Road tax

Road conditions outside Maricopa County have reached “crisis proportions,” says Mike Racy, who lobbies for interests including Pima County and Tucson developer Diamond Ventures. Above, a potholed section of South Ruby Road in Arivaca.

Buzz of a possible unanimous vote was in the air in the months leading up to the Pima County Board of Supervisor’s consideration of a 25-cent property tax dedicated to road repair this summer.

But in the end, the votes fell as they often do, with the Democratic majority’s three votes carrying the day over the Republican minority’s two. The new tax, which was included in the bills county taxpayers recently received, will generate around $19.5 million in revenues that will be divvied up between Tucson, unincorporated Pima County, Marana and other jurisdictions.

Next year could be a very different vote.

In a mid-September memo, County Administrator Chuck Huckelberry floated a proposal to require a unanimous vote for a renewal of the tax during the next budget cycle. His big idea is that — as it stands — the money will flow to projects in all five supervisory districts, even though only three took the political risk of backing a tax hike. Huckelberry describes that as a “free rider” effect. Supervisor Sharon Bronson agreed, saying that “everybody who benefits needs to be a part of the solution.”

In fact, over 40 percent of total road miles that would be repaired under the methodology recently approved for apportioning the tax dollars are in District 1, whose supervisor, Ally Miller, voted against the measure. Supervisor Steve Christy, who joined Miller in opposing the tax, would see his District 4 get a little over 20 percent of the total, the third-largest share.

But Christy thinks the “free rider” rhetoric is overblown, given that the annual proceeds pale in comparison to the task of repairing area roads. In a recent memo, Huckelberry acknowledges that the road property tax alone would take “an extremely long time” to resolve road conditions.

“How can we reap any benefits from a lousy $19 million when we have an $800 million road problem?” Christy asked. “It doesn’t do anything for us.”

Though they were on opposite sides of the road property tax vote, Bronson agreed that it’s not enough, characterizing it as a “Band-Aid solution to a wound that is bleeding and bleeding.”

Current estimates are that it would take around $1 billion to bring all regional roads up to fair condition and over $300 million for unincorporated areas alone. Miller did not immediately respond to a request for comment.

Christy’s sentiment was in ample supply at the most recent meeting of the Pima County Transportation Advisory Committee, which — among other things — is tasked with recommending how to spend the proceeds of the new property tax.

“If you follow this program, 30 years from now, you’re going to have decent roads,” said member Rick Price, who was appointed by Supervisor Ramón Valadez. “This is silliness, this commission is silliness, and I don’t know why we’re even doing it.”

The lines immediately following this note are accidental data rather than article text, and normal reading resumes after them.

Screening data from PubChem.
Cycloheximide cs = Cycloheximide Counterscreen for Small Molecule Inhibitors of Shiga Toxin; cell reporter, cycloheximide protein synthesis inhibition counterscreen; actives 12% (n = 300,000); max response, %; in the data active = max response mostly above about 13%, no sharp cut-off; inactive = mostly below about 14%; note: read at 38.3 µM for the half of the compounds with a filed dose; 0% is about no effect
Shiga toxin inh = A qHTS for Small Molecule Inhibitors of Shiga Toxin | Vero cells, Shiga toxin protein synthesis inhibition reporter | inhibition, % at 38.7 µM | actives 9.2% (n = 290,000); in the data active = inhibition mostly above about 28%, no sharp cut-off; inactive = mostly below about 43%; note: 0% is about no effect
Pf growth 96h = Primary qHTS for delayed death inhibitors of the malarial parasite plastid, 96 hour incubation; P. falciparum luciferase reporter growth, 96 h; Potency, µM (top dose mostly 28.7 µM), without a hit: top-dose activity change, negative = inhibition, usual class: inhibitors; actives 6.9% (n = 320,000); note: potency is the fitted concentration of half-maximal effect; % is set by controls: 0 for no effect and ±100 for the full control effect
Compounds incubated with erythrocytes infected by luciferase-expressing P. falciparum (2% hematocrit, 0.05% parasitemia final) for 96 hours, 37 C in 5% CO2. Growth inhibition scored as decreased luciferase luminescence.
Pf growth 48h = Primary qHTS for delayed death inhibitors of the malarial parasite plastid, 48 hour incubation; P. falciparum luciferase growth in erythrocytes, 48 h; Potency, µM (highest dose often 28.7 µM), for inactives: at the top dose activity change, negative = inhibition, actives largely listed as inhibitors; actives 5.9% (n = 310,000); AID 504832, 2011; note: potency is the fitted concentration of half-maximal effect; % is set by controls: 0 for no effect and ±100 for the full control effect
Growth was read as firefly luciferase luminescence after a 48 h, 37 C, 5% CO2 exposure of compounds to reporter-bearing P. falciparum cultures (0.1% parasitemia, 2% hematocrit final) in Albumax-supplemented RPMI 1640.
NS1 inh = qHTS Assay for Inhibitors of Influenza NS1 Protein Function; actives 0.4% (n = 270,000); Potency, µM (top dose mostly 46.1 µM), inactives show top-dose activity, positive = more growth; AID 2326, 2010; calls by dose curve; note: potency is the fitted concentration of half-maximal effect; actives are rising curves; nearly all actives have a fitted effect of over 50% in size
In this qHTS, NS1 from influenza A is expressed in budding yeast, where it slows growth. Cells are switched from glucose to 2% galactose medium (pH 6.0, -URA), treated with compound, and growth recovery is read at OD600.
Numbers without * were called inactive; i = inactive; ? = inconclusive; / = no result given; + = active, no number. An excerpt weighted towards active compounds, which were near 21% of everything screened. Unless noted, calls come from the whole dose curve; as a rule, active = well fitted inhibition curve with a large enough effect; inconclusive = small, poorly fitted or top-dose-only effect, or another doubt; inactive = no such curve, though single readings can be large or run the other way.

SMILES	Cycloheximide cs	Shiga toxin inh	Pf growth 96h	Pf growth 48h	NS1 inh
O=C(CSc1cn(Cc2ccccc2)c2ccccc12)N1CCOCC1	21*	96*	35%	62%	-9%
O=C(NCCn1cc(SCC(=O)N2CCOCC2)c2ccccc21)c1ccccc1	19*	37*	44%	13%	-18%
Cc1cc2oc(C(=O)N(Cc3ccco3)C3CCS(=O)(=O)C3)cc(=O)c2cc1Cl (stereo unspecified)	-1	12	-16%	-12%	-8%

The board eventually decided to send a letter to supervisors, urging them to develop a plan that will tackle the roads problem on a faster timeline than the road property tax.

Interestingly, requiring a unanimous vote for the road property tax would put it on the same footing as a county-imposed half-cent sales tax, which also requires a unanimous vote. Unlike the road property tax, however, the half-cent sales tax would generate nearly $900 million over 10 years, according to county estimates.

The Sales Tax Advisory Committee, which met for the first time Friday, is tasked with recommending whether the supervisors should approve such a tax next year and, if they do, how much should be used for road repair and how much should be used to reduce property taxes.

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The road property tax and a county sales tax are the only road-repair funding mechanisms the board has direct control over. Other options, including an increase in the state gas tax, implementing a county gas tax or a reauthorization of the Regional Transportation Authority, all requiring some action by the Legislature. The county has historically had little luck in gaining traction for its transportation legislative agenda.

“Next to nothing,” is how Christy described the chances of action from the Legislature.

As to a possible sales tax, Christy said there are some things about it that make it “more equitable” than a property tax, including that it is also paid by nonresidents using the area’s roads. He also said the idea of any county tax hike requiring a unanimous vote “has some merit.”

In Bronson’s view, a sales tax “is the only real tool we have to address the issue with local roads.”


Preliminary pavement preservation work on East Tanque Verde Road between North Tanque Verde Loop Road and North Wentworth Road will begin Monday, not last Monday as previously planned. From 5 a.m. to 6 p.m. through Friday, crews will be working and lane restrictions and reduced speeds will be in place. The microsealing work is scheduled to begin next week.

Contact: or 573-4235. On Twitter: @murphywoodhouse